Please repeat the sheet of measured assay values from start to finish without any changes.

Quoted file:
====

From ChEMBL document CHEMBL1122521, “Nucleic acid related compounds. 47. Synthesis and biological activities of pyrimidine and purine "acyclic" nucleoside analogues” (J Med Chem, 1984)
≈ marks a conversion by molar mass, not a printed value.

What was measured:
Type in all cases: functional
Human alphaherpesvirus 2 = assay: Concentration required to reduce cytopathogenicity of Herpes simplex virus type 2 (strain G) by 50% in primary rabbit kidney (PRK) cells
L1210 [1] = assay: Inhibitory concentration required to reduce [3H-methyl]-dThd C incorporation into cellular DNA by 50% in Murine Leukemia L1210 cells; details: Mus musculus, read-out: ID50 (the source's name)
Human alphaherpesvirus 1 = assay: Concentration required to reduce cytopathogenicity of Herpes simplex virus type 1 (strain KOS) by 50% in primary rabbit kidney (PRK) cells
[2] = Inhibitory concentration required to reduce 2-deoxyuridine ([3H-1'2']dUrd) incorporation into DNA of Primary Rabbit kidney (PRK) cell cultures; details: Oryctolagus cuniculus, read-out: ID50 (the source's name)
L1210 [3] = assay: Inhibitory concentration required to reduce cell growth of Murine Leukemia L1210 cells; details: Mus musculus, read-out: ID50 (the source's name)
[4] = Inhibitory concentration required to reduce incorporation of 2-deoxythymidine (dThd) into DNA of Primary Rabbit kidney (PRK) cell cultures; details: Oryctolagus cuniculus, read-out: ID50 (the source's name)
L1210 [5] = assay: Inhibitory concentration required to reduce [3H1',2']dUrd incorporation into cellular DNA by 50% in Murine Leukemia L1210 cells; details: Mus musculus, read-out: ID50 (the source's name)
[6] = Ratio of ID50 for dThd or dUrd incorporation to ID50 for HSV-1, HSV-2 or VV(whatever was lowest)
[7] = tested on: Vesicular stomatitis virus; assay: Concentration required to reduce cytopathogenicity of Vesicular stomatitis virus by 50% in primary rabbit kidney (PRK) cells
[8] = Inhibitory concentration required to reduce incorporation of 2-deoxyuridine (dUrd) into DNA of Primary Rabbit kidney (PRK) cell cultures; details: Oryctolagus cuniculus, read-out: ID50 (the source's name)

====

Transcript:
From ChEMBL document CHEMBL1122521, “Nucleic acid related compounds. 47. Synthesis and biological activities of pyrimidine and purine "acyclic" nucleoside analogues” (J Med Chem, 1984)
≈ marks a conversion by molar mass, not a printed value.

What was measured:
Type in all cases: functional
Human alphaherpesvirus 2 = assay: Concentration required to reduce cytopathogenicity of Herpes simplex virus type 2 (strain G) by 50% in primary rabbit kidney (PRK) cells
L1210 [1] = assay: Inhibitory concentration required to reduce [3H-methyl]-dThd C incorporation into cellular DNA by 50% in Murine Leukemia L1210 cells; details: Mus musculus, read-out: ID50 (the source's name)
Human alphaherpesvirus 1 = assay: Concentration required to reduce cytopathogenicity of Herpes simplex virus type 1 (strain KOS) by 50% in primary rabbit kidney (PRK) cells
[2] = Inhibitory concentration required to reduce 2-deoxyuridine ([3H-1'2']dUrd) incorporation into DNA of Primary Rabbit kidney (PRK) cell cultures; details: Oryctolagus cuniculus, read-out: ID50 (the source's name)
L1210 [3] = assay: Inhibitory concentration required to reduce cell growth of Murine Leukemia L1210 cells; details: Mus musculus, read-out: ID50 (the source's name)
[4] = Inhibitory concentration required to reduce incorporation of 2-deoxythymidine (dThd) into DNA of Primary Rabbit kidney (PRK) cell cultures; details: Oryctolagus cuniculus, read-out: ID50 (the source's name)
L1210 [5] = assay: Inhibitory concentration required to reduce [3H1',2']dUrd incorporation into cellular DNA by 50% in Murine Leukemia L1210 cells; details: Mus musculus, read-out: ID50 (the source's name)
[6] = Ratio of ID50 for dThd or dUrd incorporation to ID50 for HSV-1, HSV-2 or VV(whatever was lowest)
[7] = tested on: Vesicular stomatitis virus; assay: Concentration required to reduce cytopathogenicity of Vesicular stomatitis virus by 50% in primary rabbit kidney (PRK) cells
[8] = Inhibitory concentration required to reduce incorporation of 2-deoxyuridine (dUrd) into DNA of Primary Rabbit kidney (PRK) cell cultures; details: Oryctolagus cuniculus, read-out: ID50 (the source's name)